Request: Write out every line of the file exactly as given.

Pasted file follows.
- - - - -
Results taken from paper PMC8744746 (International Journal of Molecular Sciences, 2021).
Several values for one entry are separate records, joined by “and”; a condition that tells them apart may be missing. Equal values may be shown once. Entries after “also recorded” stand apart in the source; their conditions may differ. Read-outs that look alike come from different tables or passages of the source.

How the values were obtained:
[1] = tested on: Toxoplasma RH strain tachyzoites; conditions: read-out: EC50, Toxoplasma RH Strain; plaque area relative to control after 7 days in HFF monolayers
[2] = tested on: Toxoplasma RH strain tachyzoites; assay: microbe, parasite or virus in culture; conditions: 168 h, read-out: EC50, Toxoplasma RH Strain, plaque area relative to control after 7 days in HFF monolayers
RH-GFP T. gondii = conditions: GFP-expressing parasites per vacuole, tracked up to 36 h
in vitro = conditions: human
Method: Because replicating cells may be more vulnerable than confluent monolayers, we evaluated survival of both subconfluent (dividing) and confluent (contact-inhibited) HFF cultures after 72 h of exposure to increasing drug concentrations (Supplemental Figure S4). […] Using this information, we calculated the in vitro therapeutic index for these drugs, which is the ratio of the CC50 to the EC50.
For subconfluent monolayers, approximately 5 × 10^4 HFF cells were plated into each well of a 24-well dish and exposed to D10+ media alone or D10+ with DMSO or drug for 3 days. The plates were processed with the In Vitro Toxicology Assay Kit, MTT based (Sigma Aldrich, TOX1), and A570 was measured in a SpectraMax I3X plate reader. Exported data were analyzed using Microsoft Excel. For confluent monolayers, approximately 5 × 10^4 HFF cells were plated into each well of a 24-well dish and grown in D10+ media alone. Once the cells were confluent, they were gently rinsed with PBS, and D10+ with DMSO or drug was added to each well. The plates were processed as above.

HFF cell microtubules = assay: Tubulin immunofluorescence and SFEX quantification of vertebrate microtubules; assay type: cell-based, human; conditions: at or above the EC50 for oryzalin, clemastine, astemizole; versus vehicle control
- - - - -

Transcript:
Results taken from paper PMC8744746 (International Journal of Molecular Sciences, 2021).
Several values for one entry are separate records, joined by “and”; a condition that tells them apart may be missing. Equal values may be shown once. Entries after “also recorded” stand apart in the source; their conditions may differ. Read-outs that look alike come from different tables or passages of the source.

How the values were obtained:
[1] = tested on: Toxoplasma RH strain tachyzoites; conditions: read-out: EC50, Toxoplasma RH Strain; plaque area relative to control after 7 days in HFF monolayers
[2] = tested on: Toxoplasma RH strain tachyzoites; assay: microbe, parasite or virus in culture; conditions: 168 h, read-out: EC50, Toxoplasma RH Strain, plaque area relative to control after 7 days in HFF monolayers
RH-GFP T. gondii = conditions: GFP-expressing parasites per vacuole, tracked up to 36 h
in vitro = conditions: human
Method: Because replicating cells may be more vulnerable than confluent monolayers, we evaluated survival of both subconfluent (dividing) and confluent (contact-inhibited) HFF cultures after 72 h of exposure to increasing drug concentrations (Supplemental Figure S4). […] Using this information, we calculated the in vitro therapeutic index for these drugs, which is the ratio of the CC50 to the EC50.
For subconfluent monolayers, approximately 5 × 10^4 HFF cells were plated into each well of a 24-well dish and exposed to D10+ media alone or D10+ with DMSO or drug for 3 days. The plates were processed with the In Vitro Toxicology Assay Kit, MTT based (Sigma Aldrich, TOX1), and A570 was measured in a SpectraMax I3X plate reader. Exported data were analyzed using Microsoft Excel. For confluent monolayers, approximately 5 × 10^4 HFF cells were plated into each well of a 24-well dish and grown in D10+ media alone. Once the cells were confluent, they were gently rinsed with PBS, and D10+ with DMSO or drug was added to each well. The plates were processed as above.

HFF cell microtubules = assay: Tubulin immunofluorescence and SFEX quantification of vertebrate microtubules; assay type: cell-based, human; conditions: at or above the EC50 for oryzalin, clemastine, astemizole; versus vehicle control